Have you ever noticed a great of the junk mail you receive has some relevance to your life? For instance, I don’t receive any knitting catalogs because I don’t knit. But I do receive a lot of computer and technology equipment catalogs. And the last time we purchased a home, within a week of closing we received a whole bunch of junk mail addressed to us for “home mortgage insurance.”
In the marketing industry, this is called direct mail marketing or targeted direct mail. By combining databases from different sources, an enterprising company can target a message that supposedly I, as a consumer, am primed for. It’s been going on for decades, and it gets more and more targeted every year.
Doctors don’t like it when it happens to them.
The American Medical Association, the doctor’s professional group that represents 800,000 physicians in the U.S., sells their membership information to marketing companies, that combine it with a drug prescribing database to determine basically what doctor is prescribing what quantity of what medications. Doctors, in this Washington Post story, complain this is influencing doctors’ prescribing behaviors (the intended outcome of such efforts) and is an invasion of privacy.
But whose privacy is being invaded here? Not the patients’, since their names aren’t attached to the data. The doctors? Well, now the AMA allows docs to opt-out of allowing such information to be given out and 1% of their membership has already signed up.
The real question to society is simple — are such practices more likely to harm or help people with their illness?
Doctors groups against this practice argue that since others are influencing prescribing behaviors of doctors, it is “contaminates” the doctor-patient relationship and drives up costs (because marketing efforts tend to focus on getting physicians to prescribe higher-priced medications).
I agree that the less third parties involved in a doctor-patient relationship, the better. I think it’s inane that pharma sales reps are targeting individual cases to make their point — that’s potentially harmful and definitely doesn’t endear the company to any doctor.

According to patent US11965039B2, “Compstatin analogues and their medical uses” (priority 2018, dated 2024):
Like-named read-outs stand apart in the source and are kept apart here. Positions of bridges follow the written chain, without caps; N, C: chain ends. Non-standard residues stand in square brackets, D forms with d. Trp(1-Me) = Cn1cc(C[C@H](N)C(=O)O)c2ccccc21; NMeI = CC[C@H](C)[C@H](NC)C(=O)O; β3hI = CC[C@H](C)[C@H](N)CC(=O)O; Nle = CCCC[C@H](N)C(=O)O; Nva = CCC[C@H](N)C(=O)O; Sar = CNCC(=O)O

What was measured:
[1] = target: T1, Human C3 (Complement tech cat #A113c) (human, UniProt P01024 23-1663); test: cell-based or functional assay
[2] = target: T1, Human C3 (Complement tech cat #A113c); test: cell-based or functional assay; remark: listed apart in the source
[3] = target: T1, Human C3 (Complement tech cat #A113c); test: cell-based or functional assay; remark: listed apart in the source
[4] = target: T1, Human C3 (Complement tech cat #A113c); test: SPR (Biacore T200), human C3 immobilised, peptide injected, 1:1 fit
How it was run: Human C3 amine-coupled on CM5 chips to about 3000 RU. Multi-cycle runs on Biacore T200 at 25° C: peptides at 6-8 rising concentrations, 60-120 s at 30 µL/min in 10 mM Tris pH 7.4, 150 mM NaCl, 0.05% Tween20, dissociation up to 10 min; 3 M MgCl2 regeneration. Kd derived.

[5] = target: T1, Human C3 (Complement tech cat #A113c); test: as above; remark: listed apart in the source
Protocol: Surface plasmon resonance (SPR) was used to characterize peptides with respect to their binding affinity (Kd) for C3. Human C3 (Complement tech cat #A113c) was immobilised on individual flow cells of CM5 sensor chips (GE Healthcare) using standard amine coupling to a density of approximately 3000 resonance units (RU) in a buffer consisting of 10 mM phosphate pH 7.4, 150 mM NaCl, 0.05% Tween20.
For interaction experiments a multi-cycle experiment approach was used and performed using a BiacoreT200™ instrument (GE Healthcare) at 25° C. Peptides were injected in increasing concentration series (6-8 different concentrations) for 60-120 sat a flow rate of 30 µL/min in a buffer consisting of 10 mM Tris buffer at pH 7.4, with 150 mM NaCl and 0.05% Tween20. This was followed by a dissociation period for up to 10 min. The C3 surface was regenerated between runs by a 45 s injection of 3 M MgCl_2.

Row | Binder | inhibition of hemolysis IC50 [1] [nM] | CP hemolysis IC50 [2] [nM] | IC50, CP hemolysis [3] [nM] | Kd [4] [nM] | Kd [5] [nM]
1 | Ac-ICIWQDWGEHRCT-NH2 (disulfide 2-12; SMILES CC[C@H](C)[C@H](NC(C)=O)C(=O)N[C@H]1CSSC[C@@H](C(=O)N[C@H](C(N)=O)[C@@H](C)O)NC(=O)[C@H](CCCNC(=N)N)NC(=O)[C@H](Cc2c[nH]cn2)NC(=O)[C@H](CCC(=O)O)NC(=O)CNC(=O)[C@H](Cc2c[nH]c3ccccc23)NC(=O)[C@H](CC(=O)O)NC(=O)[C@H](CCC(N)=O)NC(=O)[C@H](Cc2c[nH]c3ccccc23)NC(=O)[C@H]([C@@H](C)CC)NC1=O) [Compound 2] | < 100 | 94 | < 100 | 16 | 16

But honestly, such efforts on the part of pharmaceutical companies really shouldn’t play any part in the doctor’s behaviors. Why should a doctor pay any more attention to a sales call than their own professional education and judgment?
The pharma and marketing companies claim there are benefits to this practice as well:
Data-mining companies and the pharmaceutical industry argue that the practice has value far beyond the corporate bottom line. The information helps companies, federal health agencies and others educate physicians about drugs, track whether prescribing habits change in response to continuing medical education programs, and promote higher-quality care, they say. They stress that patient names are encrypted early in the process and cannot be accessed, even by the data-mining companies.
A drug company might use the database to help determine whether physicians prescribing a particular high-risk drug have undergone required training about the medicine, said Marjorie E. Powell, senior assistant general counsel for the Pharmaceutical Research and Manufacturers of America, a trade association.
I think doctors now have the tool they need to stop this practice by simply opting out of the AMA list. If they object to this sort of thing, that’s the action they should take.